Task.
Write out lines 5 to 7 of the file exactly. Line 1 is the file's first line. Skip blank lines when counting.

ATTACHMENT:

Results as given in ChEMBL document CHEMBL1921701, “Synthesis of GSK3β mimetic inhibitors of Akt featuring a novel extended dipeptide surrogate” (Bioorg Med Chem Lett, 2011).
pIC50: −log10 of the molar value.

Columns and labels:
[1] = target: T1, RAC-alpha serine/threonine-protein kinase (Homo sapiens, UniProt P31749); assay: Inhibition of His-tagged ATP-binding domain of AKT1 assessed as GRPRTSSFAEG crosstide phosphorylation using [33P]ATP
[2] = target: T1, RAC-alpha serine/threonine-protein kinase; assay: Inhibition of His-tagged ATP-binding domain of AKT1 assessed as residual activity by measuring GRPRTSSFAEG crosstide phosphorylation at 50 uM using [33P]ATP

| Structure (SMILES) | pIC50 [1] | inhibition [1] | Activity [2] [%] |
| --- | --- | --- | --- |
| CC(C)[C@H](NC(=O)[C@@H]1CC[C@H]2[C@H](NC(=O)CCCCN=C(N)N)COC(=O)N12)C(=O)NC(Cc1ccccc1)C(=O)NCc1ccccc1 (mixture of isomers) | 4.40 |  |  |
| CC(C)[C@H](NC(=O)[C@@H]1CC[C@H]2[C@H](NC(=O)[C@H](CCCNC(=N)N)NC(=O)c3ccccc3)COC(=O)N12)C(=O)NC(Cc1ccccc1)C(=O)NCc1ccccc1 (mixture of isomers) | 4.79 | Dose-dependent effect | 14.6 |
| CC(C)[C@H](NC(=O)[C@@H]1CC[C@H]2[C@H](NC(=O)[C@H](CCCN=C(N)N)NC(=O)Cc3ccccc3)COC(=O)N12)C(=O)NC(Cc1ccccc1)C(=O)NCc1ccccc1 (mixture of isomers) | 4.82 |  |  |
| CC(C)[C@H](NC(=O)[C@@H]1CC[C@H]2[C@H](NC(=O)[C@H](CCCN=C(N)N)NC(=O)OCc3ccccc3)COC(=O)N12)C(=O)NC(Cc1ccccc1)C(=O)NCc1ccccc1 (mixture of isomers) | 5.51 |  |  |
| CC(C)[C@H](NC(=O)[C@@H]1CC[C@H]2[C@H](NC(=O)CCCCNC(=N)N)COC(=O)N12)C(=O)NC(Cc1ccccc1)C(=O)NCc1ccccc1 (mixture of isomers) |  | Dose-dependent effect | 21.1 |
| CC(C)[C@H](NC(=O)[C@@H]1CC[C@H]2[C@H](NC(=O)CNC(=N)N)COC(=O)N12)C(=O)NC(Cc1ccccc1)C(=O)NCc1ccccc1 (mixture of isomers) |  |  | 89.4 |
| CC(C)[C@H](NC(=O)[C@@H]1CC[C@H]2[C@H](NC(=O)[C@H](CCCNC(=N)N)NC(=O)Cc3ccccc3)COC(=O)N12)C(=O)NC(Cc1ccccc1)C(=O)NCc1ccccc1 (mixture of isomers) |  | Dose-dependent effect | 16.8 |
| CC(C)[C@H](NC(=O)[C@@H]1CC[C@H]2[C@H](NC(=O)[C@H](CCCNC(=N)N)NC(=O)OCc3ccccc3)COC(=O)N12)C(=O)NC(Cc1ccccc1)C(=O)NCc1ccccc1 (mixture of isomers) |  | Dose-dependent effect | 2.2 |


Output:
[2] = target: T1, RAC-alpha serine/threonine-protein kinase; assay: Inhibition of His-tagged ATP-binding domain of AKT1 assessed as residual activity by measuring GRPRTSSFAEG crosstide phosphorylation at 50 uM using [33P]ATP

| Structure (SMILES) | pIC50 [1] | inhibition [1] | Activity [2] [%] |
| --- | --- | --- | --- |